So tonight I’m making meatballs, bitterly regretting that I mixed up the whole danged package of meat because, let’s face it, you can only cook so many meatballs before the whole thing starts to get a little nauseating, and listening to Tig Notaro’s “Hello, I have cancer,” set for about the bazillionth time.
As she always does, Tig makes me think of my Grandpa, who was both a great storyteller, and a lifelong thwarter of Mr. Death.
Mr. Death and I have been having some conversations lately, what with the cancer diagnosis and the ongoing uncertainty about what stage I’m at–the CT scan hints at very, very, early, but I keep wondering–did they scan everything? Did they scan my armpits? I’ve got some weird warts there. How about my neck, jaw, and face? I’ve been prone to glandular swelling for years, and my non-smoker, non-chewer brother got salivary gland cancer when he was in his thirties. How about my brain? I know they didn’t scan my brain, and so far two or three of my dad’s ten sibs died of brain cancer.
Cancer’s an old frenemy around here–so far we’ve had brain cancer, uterine cancer, ovarian cancer, salivary gland cancer, pancreatic cancer, and thyroid cancer in my immediate family, and those are just the ones I can list off the top of my head. I know they scanned my torso, but what about all the other spots?
So Mr. Death and I, we’re talking these days. He’s saying he’ll get me, and I’m saying, don’t be so sure, and he’s saying I get everybody, and I say not when they’re in their fifties, and still have a kid who could use a mom for a while yet.
I feel comfortable sassing Death this way because sassing Death is also in my family. My grandpa and Mr. Death had several intense conversations, and until the last one Grandpa won every round. Mr. Death threw everything he had at Grandpa–black widows, stampeding cattle, loose concrete drainage tiles, a brain tumor, and a steep flight of stairs–and what did Grandpa do? He laughed in Mr. Death’s face. And then he made a story about it.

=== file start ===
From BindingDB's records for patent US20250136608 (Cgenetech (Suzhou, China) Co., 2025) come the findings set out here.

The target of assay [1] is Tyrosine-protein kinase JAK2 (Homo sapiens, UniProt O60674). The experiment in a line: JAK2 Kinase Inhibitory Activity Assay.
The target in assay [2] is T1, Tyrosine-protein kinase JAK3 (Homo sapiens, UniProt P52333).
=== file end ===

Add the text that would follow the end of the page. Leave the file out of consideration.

Mr. Death also had an unfortunate encounter with my great-aunt. Great-Aunt Pearl was old. She was blind and deaf. Most of her friends and peers were dead. Her family mostly lived far, far away. And so it was when the doctor palpated her abdomen and found a large mass Aunt Pearl opted to simply let nature take its course. She was old, lonely, and ready to go. Her family migrated home like salmon. They said goodbye. And then a few days later Aunt Pearl had the mother of all bowel movements.
The mass was gone. It was a miracle. But Aunt Pearl was still very much alive, and now her family had to figure out a way to tell her that she was likely to remain that way for the foreseeable future. How do you tell someone who is Ready to Go that there’s been a delay? I don’t know what they finally did, but it can’t have been an easy conversation. As I recall, they were mostly worried about how pissed she was going to be at having Mr. Death stand her up.
Mr. Death’s one undisputed victory was probably Grandpa’s funeral. It’s a long story, which is best told with lots of voice impersonations, dramatic hand and body gestures, and funny sound effects, but the short version is that my uncle, who was videotaping the service, had a heart attack while he was taping. Since he was sitting down no one discovered this for far longer than I think any of us would have wished. When they did figure out what had happened things got very complex, very fast. My Dad and uncle administered CPR until the paramedics arrived, at which point everybody realized that there wasn’t room for all of Grandpa’s mourners AND the paramedics. Everybody picked up their chairs, went out in the hall, and waited for the funeral director to find them another chapel. Meanwhile, the mourners tried to sort out who would stay and bury Grandpa, and who would go to the hospital and support my aunt. It was a trying experience for all concerned.
Grandpa’s lifetime of survival stories, and most of all his funeral, changed my view of Mr. Death and how to handle him forever. I don’t know if this will work for other people, or only for families like mine, where we just plain can’t get the hang of dying gracefully, but here is what I know. Dark times come. You survive if you can. And then you make a story about it. If Mr. Death wins your round, you can know that somebody else will make a story about it.
I’ve been thinking about who will tell my story if Mr. Death gets the best of me. While I think some of my family would do a good job of it, there are others who, to put it kindly, would Not Photograph Me From My Best Side, so to speak. I don’t want them telling my story, I want to do it myself. This means I must make every effort to survive. I have to make sure the voice impersonations, dramatic hand and body gestures, and funny sound effects get done right.